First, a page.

What is community power?

In September this year, construction is due to finish on Ray Valley Solar (RVS), which, once completed, will be the largest community solar energy installation in the UK. Near Bicester in Oxfordshire, the solar farm is projected to generate enough renewable electricity to power 6,000 homes, replacing 4,200 tonnes of CO2 emissions each year—the equivalent of someone flying 4,200 times back and forth between Paris and New York each year.

The great salary divide

With Fairtrade Fortnight kicking off this week, we are encouraged to vote with our wallets, to recognise and reward the people behind the food we eat and the coffee we drink. Fairtrade often, and rightly, focuses on the unfair ways that distant workers are treated, but data revealing that supermarkets have some of the most unequal pay distributions of any UK company are a stark reminder to also pay attention to unfair trade closer to home.

The Power of Food

If there's one thing that the powerful movement for Black Lives made clear in 2020, it is that we are, in many ways, still living out the long-tailed consequences of our histories. In Britain, and elsewhere around the world, the legacies of empire, colonisation, and slavery are still very much alive: legacies which many of us have never before thought to question. These legacies are often profoundly violent, and they are threaded through almost every aspect of modern life, from the clothes we wear, to the names of our streets, to the museums we visit—and the food we eat. Food—its production, processing, transportation and consumption—is filled with echoes of this violence. We are all caught up in these echoes each time we pick up our forks—whether we hear them or not.

Flour power: The miller’s tale

During the Covid lock-down, many of us turned to baking—as a way to pass the time, to reconnect with our heritage, to feel connected with a growing movement of people around the world who were discovering ‘the power of sour’ and sharing their masterpieces on social media. Flour flew off supermarket shelves, and small-scale millers suddenly found themselves inundated with orders from bakers both commercial and amateur all over the country. Some of these millers were volunteers at London’s last working windmill, a heritage building in Brixton, built in 1816.

What Coronavirus has Revealed About Our Broken Food System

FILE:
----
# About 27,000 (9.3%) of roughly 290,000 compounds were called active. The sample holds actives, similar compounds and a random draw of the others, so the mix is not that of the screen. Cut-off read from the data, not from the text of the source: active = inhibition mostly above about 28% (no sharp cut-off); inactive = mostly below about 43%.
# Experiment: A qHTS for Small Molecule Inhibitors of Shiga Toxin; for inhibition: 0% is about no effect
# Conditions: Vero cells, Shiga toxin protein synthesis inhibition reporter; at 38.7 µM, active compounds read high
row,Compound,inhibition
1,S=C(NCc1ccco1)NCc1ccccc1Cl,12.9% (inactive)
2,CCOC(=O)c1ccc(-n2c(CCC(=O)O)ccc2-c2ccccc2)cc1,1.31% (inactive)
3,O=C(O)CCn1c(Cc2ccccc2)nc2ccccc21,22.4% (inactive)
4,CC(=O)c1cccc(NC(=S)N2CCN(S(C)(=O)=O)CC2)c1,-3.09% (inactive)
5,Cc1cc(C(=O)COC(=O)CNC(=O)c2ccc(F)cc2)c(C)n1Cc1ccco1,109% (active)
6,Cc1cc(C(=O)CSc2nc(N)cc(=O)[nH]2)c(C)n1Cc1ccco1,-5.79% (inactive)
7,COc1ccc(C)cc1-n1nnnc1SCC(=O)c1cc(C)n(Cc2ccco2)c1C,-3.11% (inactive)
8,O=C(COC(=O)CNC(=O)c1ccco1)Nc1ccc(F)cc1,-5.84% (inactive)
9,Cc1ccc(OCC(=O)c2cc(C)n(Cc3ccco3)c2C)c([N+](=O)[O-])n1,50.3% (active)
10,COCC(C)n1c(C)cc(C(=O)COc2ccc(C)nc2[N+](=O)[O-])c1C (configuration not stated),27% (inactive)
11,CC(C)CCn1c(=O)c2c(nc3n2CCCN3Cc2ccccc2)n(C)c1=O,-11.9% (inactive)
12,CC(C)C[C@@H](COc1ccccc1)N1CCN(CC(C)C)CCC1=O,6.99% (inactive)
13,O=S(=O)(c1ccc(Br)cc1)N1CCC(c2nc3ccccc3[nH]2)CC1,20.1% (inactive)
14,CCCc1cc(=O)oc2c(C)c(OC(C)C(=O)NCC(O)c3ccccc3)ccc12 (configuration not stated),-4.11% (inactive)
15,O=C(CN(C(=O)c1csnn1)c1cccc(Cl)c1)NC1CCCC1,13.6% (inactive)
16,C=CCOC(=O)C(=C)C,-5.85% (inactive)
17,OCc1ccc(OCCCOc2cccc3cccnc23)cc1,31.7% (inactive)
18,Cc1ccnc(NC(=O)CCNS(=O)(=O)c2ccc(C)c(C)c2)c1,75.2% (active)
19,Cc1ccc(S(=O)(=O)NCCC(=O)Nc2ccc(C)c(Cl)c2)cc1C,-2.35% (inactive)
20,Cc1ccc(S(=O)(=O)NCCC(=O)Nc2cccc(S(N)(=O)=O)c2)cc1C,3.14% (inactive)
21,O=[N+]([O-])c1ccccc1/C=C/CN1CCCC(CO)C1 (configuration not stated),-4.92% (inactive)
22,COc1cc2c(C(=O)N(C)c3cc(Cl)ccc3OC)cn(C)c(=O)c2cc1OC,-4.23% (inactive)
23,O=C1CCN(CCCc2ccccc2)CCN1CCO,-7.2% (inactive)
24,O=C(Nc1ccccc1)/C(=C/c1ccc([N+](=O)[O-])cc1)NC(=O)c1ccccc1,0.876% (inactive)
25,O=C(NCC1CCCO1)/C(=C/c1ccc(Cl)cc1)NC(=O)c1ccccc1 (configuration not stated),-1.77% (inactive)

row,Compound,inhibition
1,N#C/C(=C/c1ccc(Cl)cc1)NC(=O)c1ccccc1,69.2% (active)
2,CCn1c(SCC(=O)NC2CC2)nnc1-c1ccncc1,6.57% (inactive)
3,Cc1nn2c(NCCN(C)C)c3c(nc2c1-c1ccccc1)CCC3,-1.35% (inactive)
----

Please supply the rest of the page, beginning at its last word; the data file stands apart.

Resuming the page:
Empty supermarket shelves, media accounts of people ‘panic-buying’ and hoarding: the outbreak of Covid-19 and its rapid spread across the globe led to significant disruptions to the food system. But these very visible problems which were, for a few weeks at least, all anyone could talk about (never forget the great toilet paper shortage of 2020) are hiding a much deeper and more systemic vulnerability which the crisis is exacerbating, but did not create... This was cross-posted on the Oxford Climate Society blog as well.

COVID vs. The Climate

As the world grinds to a halt due to the COVID-19 pandemic, it's easy to think that this has to be a good thing for the climate. And certainly, there are plenty of positive consequences of the virus for the environment. There's the dramatic impact that this is having on the air-travel industry (a 4.3% decline in global air travel in February), and travel more generally as people around the world are encouraged (or required by law) to stay home. Plus, the strong coupling of economic growth and greenhouse gas emissions means that a global slow-down of the economy could lead to a fall in emissions. In China, the lockdown over recent weeks has led to a 25% reduction in energy use and emissions over two weeks compared to previous years. ​ But unfortunately the news isn't all positive.

(Hu)man vs Wild?

When we talk about nature, protecting nature, we’re usually talking about preserving something separate from humans, something outside of us. Forgetting that we humans are not (yet) machines, but living ‘natural’ beings, animals; creatures of the earth who share 98% of our DNA with chimpanzees and, apparently, well over 50% with bananas… And so we try to protect the natural places, decrying any sign of a human hand, be it houses or wind turbines. But that begs the question: what is natural in the first place?

If Māori Speak in a Forum that Doesn’t Listen, Have They Spoken at All? A Critical Analysis of the Incorporation of Tikanga Māori in Decisions on Genetic Modification

This paper discusses the consideration and incorporation of tikanga Māori in decision-making on GM, ... The first part briefly introduces concepts of tikanga Māori which frequently come into conflict with GM. The second part will canvass and critique how tikanga Māori was taken into account in early consultation and decision-making processes regarding non-low-risk applications. ... The paper will then discuss how relevant actors have responded to critiques and recommendations pertaining to the process of engaging with tikanga Māori. The final part suggests further improvements to existing consultation and decision-making practices in order to ensure better incorporation of tikanga Māori. See also: https://papers.ssrn.com/sol3/papers.cfm?abstract_id=3415243#references-widget
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